As with most mammals, deer respond to warm weather with an increase in respiration rate (fast breathing, open mouth panting), body temperature and skin temperature. Animals will change their behaviour to seek for shade or shelter in unfavourable weather conditions and if they are provided with these resources, most of the time adult animals will cope just fine in most weather conditions. It is well-known that deer wallow in warm weather but it is unclear if wallowing has any potential benefits in terms of cooling or production. In warm weather deer will also chose bedsites that are cooler than the surrounding environments.
The third freedom refers to freedom from pain, injury or disease by the prevention or rapid diagnosis and treatment. Obviously, if any sick or injured animals are detected they should be treated or, if necessary, culled as soon as possible to avoid unnecessary suffering. Routine management practices that require the animals to be yarded may potentially cause injury to deer. Deer are still a relatively flighty species that see humans as potential predators and they find it stressful to be yarded, restrained and handled. A stressed animal is more likely to panic and cause injury to themselves, other deer and humans. Stress in relation to yarding can be reduced by designing “deer-friendly” yards that enable a good animal flow through the system. Good animal handling skills will also reduce the stress in relation to yarding, where the handler “knows” the deer and understand their behaviour. People who are good stockpersons understand the normal behaviour of deer and why they react the way they do in different situations, and know how to behave in order to minimise stress. If handled in a good way, deer will more quickly get used to being handled.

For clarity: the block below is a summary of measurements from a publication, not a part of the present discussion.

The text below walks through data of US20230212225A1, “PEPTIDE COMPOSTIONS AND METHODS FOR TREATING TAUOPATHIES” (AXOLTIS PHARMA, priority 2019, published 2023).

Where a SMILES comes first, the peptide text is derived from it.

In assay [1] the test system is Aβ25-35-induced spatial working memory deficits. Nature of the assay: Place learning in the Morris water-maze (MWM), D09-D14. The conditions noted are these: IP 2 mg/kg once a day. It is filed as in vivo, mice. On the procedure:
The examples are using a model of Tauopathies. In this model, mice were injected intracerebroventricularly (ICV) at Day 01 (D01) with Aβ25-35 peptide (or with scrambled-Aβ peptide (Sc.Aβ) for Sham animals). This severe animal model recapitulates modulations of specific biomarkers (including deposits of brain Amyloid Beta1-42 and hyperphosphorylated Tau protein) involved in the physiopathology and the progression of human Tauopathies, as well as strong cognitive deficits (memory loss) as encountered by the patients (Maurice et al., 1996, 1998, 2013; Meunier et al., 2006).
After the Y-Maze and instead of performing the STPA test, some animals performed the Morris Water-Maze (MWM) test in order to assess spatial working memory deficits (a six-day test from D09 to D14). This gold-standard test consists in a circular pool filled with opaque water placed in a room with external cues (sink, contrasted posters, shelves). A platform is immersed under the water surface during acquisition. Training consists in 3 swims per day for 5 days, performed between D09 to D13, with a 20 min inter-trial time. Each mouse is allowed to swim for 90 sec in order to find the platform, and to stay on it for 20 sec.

Deer are susceptible to certain diseases (eg tuberculosis, yersiniosis and malignant catarrhal fever) and parasites (eg lungworm, nematodes, and tissue worm). Wapiti deer are, for example, more susceptible to parasitism than red deer. Animals that are sick or have high parasites burdens will not eat or grow well, and will have impaired welfare. It is important to have an appropriate disease prevention program in place.